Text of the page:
Jeep isn’t just an American brand. It’s a global icon. And suitably, near the home of the United Nations, the Jeep Renegade is making its world debut.
The 2015 Jeep Renegade, which will reach dealerships in the U.S. the third quarter of this year—and Europe this summer—is being shown here at the 2014 Geneva Auto Show. It follows the new Cherokee in presenting a Jeep that will play as well in Turin as it will in the brand’s Toledo (Ohio) home.
The Renegade, which will be built in Melfi, Italy, for the world market, is cute yet ruggedly handsome; and carlike but tough enough to live up to the brand’s rugged reputation.
Interior design chief Klaus Busse notes that the Renegade was designed by young people, for young people who do extreme sports or backpacking. The color palette will mix those influences on the outside, with what this set, along with most shoppers for an affordable vehicle such as this want: a more refined, subtle look inside.
Jeep is truly going global. And that means American-size vehicle and American-size thirst won’t quite work. At less than 167 inches long, the 2015 Jeep Renegade fits just below the Compass and/or Patriot in the U.S. market.
Developed with Fiat, but not a 'badge job'
The Renegade’s underpinnings aren’t completely new, but it’s far from a badge job. It’s built on a new small-wide architecture that’s an evolution of what underpins the Fiat 500L—and will be shared, mostly, by the upcoming Fiat 500X. The Renegade and 500L might still be related, but in order to engineer in the packaging, the design, and the toughness and 4WD that Jeep wanted, the Renegade got different front frame rails, a revised rear suspension, a new fuel tank, and all sorts of other body improvements. There’s a completely different driving position here than in the 500L as well—with the steering wheel moved to accommodate it.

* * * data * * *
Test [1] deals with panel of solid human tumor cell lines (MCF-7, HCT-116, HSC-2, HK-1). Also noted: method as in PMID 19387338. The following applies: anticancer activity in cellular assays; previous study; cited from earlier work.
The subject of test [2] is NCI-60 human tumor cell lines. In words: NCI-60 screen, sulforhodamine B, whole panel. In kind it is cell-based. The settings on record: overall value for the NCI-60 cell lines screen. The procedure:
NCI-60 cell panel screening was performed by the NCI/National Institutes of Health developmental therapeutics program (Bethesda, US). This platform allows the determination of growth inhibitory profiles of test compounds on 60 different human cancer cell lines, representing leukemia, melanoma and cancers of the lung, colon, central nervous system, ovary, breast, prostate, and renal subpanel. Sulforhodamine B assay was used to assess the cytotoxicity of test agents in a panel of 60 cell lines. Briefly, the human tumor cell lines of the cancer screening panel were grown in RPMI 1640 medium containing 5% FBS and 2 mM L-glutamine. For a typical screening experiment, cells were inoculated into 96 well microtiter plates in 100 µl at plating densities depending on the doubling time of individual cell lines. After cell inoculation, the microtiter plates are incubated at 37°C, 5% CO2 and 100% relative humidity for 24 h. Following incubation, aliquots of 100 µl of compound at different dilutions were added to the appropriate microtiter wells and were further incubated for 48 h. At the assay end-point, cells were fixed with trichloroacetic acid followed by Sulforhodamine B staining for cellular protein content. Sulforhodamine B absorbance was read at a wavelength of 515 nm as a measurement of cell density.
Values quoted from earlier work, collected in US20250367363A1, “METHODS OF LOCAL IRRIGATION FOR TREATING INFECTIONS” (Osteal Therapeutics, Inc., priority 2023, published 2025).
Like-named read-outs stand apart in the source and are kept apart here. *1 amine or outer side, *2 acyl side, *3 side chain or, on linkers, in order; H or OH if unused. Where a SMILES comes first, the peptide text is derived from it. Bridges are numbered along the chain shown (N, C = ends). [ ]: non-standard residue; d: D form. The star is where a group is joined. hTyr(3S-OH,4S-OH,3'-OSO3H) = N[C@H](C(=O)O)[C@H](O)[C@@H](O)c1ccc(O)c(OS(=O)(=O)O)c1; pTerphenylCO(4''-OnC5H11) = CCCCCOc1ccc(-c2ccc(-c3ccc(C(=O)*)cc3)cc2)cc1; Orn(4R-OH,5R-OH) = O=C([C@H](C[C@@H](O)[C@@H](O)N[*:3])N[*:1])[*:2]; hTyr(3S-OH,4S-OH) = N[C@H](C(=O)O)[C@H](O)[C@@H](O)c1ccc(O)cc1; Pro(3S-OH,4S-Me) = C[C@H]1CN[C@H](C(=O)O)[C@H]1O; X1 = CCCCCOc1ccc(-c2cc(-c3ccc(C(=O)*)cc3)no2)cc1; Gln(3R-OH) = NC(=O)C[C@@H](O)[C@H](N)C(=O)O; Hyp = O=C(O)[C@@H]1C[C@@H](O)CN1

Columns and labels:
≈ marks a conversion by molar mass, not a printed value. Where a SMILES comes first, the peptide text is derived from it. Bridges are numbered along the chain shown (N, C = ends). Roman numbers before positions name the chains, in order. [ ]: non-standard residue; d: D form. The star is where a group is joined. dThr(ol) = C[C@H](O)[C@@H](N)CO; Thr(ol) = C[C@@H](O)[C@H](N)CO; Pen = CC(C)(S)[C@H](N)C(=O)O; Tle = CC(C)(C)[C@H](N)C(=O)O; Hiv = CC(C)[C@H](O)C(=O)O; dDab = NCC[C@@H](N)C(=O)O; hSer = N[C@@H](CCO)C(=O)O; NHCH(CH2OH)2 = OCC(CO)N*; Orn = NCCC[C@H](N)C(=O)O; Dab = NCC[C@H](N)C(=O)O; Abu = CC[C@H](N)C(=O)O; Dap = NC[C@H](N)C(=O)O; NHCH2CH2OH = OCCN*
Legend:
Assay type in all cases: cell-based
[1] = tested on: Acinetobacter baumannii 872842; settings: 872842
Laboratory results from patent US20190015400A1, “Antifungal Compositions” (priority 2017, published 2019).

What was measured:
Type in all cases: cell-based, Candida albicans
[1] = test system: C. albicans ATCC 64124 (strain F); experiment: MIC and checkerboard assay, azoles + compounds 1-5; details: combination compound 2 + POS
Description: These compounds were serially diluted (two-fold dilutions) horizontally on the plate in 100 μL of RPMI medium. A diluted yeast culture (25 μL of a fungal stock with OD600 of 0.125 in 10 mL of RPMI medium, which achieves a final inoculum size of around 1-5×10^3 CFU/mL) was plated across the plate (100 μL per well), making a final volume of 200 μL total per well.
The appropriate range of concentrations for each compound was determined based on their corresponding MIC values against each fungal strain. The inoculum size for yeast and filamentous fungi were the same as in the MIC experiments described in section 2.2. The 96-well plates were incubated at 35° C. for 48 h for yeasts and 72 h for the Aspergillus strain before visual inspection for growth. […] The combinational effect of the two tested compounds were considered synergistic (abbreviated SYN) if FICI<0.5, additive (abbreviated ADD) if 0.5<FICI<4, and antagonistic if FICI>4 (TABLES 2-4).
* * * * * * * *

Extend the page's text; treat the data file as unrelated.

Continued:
The lineup of powertrains in the Renegade will truly be global as well. While international versions will get a wider range of gasoline engines, most with stop-start, we’ll get a base 1.4-liter MultiAir Turbo, making 160 hp and 184 lb-ft. It will be offered with a base six-speed manual gearbox and a choice between front-wheel drive and four-wheel drive. The step-up engine for America will be a 2.4-liter Tigershark in-line four, making 184 hp and 177 pound-feet of torque.
European versions of the Renegade will also offer a 1.6-liter ‘E.torQ’ engine that’s fitted with stop-start and a five-speed manual tuned for fuel-efficiency. Europe, as well will be able to specify two different MultiJet II turbo-diesel engines—a 1.6-liter and a 2.0-liter—with the latter engine making up to 258 pound-feet of torque. Even the smaller one makes 118 hp and 236 pound-feet and is “a leader among engines with displacements of 1.8 liters or less.”
Renegade Trailhawk can crawl
Mated to the 2.4-liter in North America will be the same ZF nine-speed automatic transmission that’s being offered in the new Jeep Cherokee, as well as the upcoming Chrysler 200. On Trailhawk models, the transmission accommodates an excellent 20:1 crawl ratio through the transmission’s 4.71:1 first gear and 4.334:1 final drive ratio.
There are two 4x4 systems, and with either, the 2015 Renegade has a rear-axle power transfer unit (PTU) setup that allows the rear wheels to be completely disconnected then there’s no need for the additional traction or stability. However, the system can send up to 100 percent of torque to any wheel, through a wet clutch, and can respond quickly and with subtlety, to improve on-the-road dynamics.
The new Renegade, at first look, has excellent packaging, gorgeous design, and an interior that those also considering a Nissan Juke, Subaru XV Crosstrek, or even Kia Soul will see as a class above.
Pricing, trim levels, and options haven’t yet been detailed, other than for the top Trailhawk. Get more at our preview page for the Renegade, and check back for live photos and more from the Geneva Auto Show.
(c) 2014, High Gear Media.